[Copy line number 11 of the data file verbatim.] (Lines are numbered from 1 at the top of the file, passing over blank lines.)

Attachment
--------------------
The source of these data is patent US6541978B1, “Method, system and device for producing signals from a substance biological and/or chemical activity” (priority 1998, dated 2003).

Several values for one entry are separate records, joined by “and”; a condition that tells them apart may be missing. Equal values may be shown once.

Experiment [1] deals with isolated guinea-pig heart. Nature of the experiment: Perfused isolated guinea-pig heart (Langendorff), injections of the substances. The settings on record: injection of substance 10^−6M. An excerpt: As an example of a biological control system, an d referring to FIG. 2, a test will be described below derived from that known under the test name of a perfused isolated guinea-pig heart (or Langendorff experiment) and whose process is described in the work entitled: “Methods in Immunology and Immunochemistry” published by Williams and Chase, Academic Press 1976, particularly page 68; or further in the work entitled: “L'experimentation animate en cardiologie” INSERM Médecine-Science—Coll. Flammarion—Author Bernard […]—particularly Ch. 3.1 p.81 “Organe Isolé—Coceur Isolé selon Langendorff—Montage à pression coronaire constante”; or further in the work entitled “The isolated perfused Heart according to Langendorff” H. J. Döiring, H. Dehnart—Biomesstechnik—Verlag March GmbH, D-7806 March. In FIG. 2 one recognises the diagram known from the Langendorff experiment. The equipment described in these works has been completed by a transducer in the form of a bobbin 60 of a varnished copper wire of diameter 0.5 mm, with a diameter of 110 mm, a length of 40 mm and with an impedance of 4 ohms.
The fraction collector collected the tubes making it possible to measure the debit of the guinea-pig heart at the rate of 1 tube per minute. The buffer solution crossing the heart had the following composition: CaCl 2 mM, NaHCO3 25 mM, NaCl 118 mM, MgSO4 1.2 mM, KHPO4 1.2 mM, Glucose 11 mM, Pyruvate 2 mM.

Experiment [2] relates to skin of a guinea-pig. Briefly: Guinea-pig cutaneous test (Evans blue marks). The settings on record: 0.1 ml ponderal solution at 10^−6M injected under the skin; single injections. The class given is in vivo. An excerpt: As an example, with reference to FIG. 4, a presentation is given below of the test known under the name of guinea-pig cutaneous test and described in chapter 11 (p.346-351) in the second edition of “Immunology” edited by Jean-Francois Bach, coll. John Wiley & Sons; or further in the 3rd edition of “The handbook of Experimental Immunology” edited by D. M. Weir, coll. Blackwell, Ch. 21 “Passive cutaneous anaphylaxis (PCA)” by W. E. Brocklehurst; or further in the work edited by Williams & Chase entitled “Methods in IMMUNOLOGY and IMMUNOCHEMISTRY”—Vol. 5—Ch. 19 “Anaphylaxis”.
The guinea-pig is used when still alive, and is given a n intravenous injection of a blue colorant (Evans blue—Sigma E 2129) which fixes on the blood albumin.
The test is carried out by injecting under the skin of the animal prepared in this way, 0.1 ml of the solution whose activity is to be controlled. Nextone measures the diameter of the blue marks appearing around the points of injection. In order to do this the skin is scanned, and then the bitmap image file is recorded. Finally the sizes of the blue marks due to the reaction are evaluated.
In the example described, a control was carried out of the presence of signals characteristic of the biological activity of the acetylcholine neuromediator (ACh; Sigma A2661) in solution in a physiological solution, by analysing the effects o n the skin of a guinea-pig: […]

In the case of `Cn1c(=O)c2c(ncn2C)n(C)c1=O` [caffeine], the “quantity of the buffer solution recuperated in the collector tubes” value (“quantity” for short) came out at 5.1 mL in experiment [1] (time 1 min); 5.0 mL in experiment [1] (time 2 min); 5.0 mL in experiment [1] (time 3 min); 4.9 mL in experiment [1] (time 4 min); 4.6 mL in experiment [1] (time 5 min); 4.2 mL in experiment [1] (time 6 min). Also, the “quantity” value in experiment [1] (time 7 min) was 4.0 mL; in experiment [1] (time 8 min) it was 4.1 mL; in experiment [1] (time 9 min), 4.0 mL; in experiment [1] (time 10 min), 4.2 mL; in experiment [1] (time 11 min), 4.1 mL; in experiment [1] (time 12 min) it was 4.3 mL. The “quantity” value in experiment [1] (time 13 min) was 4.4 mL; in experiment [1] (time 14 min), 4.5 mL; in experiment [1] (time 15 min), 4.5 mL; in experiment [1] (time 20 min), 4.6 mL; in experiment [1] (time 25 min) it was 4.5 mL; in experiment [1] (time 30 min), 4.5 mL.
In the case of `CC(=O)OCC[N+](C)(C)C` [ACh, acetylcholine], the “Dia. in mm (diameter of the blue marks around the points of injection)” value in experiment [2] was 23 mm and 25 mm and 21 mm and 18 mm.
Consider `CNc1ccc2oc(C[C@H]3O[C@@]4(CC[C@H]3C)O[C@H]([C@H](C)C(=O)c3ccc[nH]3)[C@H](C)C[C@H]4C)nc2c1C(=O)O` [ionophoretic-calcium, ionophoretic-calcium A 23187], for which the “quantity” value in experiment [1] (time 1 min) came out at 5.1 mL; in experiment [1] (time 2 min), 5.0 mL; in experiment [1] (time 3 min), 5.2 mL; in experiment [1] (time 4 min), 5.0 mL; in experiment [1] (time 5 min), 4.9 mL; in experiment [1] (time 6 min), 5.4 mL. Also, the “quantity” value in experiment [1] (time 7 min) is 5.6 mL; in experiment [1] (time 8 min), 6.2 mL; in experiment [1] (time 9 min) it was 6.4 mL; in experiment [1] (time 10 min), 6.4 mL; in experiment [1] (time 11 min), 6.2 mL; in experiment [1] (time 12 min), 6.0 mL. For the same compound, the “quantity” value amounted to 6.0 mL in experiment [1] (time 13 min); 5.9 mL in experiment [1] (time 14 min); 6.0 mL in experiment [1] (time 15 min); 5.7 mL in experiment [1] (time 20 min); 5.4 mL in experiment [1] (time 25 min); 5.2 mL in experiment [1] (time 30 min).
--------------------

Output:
Consider `CNc1ccc2oc(C[C@H]3O[C@@]4(CC[C@H]3C)O[C@H]([C@H](C)C(=O)c3ccc[nH]3)[C@H](C)C[C@H]4C)nc2c1C(=O)O` [ionophoretic-calcium, ionophoretic-calcium A 23187], for which the “quantity” value in experiment [1] (time 1 min) came out at 5.1 mL; in experiment [1] (time 2 min), 5.0 mL; in experiment [1] (time 3 min), 5.2 mL; in experiment [1] (time 4 min), 5.0 mL; in experiment [1] (time 5 min), 4.9 mL; in experiment [1] (time 6 min), 5.4 mL. Also, the “quantity” value in experiment [1] (time 7 min) is 5.6 mL; in experiment [1] (time 8 min), 6.2 mL; in experiment [1] (time 9 min) it was 6.4 mL; in experiment [1] (time 10 min), 6.4 mL; in experiment [1] (time 11 min), 6.2 mL; in experiment [1] (time 12 min), 6.0 mL. For the same compound, the “quantity” value amounted to 6.0 mL in experiment [1] (time 13 min); 5.9 mL in experiment [1] (time 14 min); 6.0 mL in experiment [1] (time 15 min); 5.7 mL in experiment [1] (time 20 min); 5.4 mL in experiment [1] (time 25 min); 5.2 mL in experiment [1] (time 30 min).